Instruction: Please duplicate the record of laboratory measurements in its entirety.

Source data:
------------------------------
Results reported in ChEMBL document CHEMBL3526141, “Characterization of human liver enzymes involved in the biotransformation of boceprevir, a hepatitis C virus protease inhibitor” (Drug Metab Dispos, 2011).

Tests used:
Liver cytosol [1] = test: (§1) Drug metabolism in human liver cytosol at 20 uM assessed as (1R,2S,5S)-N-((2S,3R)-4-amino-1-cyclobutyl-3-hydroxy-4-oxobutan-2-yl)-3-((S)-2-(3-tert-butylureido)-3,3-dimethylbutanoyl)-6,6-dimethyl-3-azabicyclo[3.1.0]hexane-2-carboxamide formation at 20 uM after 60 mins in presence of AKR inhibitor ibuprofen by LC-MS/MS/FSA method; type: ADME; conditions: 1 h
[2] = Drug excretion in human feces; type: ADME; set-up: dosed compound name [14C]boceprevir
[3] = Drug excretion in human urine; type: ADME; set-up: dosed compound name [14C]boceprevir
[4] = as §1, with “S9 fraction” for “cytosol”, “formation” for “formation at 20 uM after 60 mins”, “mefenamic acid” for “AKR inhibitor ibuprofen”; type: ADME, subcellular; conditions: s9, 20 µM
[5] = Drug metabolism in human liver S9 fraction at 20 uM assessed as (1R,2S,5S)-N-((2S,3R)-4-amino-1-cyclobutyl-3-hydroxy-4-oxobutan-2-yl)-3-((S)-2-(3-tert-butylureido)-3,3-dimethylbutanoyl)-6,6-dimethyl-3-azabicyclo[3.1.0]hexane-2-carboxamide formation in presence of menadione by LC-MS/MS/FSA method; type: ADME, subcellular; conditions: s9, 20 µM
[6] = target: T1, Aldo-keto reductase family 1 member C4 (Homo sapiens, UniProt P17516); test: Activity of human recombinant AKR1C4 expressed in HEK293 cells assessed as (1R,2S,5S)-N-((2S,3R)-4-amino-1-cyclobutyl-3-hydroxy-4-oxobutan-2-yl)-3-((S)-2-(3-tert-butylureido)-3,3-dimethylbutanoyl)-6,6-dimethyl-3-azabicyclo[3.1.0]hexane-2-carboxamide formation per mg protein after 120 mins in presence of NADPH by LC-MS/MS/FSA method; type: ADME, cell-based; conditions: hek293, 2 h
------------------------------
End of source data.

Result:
Results reported in ChEMBL document CHEMBL3526141, “Characterization of human liver enzymes involved in the biotransformation of boceprevir, a hepatitis C virus protease inhibitor” (Drug Metab Dispos, 2011).

Tests used:
Liver cytosol [1] = test: (§1) Drug metabolism in human liver cytosol at 20 uM assessed as (1R,2S,5S)-N-((2S,3R)-4-amino-1-cyclobutyl-3-hydroxy-4-oxobutan-2-yl)-3-((S)-2-(3-tert-butylureido)-3,3-dimethylbutanoyl)-6,6-dimethyl-3-azabicyclo[3.1.0]hexane-2-carboxamide formation at 20 uM after 60 mins in presence of AKR inhibitor ibuprofen by LC-MS/MS/FSA method; type: ADME; conditions: 1 h
[2] = Drug excretion in human feces; type: ADME; set-up: dosed compound name [14C]boceprevir
[3] = Drug excretion in human urine; type: ADME; set-up: dosed compound name [14C]boceprevir
[4] = as §1, with “S9 fraction” for “cytosol”, “formation” for “formation at 20 uM after 60 mins”, “mefenamic acid” for “AKR inhibitor ibuprofen”; type: ADME, subcellular; conditions: s9, 20 µM
[5] = Drug metabolism in human liver S9 fraction at 20 uM assessed as (1R,2S,5S)-N-((2S,3R)-4-amino-1-cyclobutyl-3-hydroxy-4-oxobutan-2-yl)-3-((S)-2-(3-tert-butylureido)-3,3-dimethylbutanoyl)-6,6-dimethyl-3-azabicyclo[3.1.0]hexane-2-carboxamide formation in presence of menadione by LC-MS/MS/FSA method; type: ADME, subcellular; conditions: s9, 20 µM
[6] = target: T1, Aldo-keto reductase family 1 member C4 (Homo sapiens, UniProt P17516); test: Activity of human recombinant AKR1C4 expressed in HEK293 cells assessed as (1R,2S,5S)-N-((2S,3R)-4-amino-1-cyclobutyl-3-hydroxy-4-oxobutan-2-yl)-3-((S)-2-(3-tert-butylureido)-3,3-dimethylbutanoyl)-6,6-dimethyl-3-azabicyclo[3.1.0]hexane-2-carboxamide formation per mg protein after 120 mins in presence of NADPH by LC-MS/MS/FSA method; type: ADME, cell-based; conditions: hek293, 2 h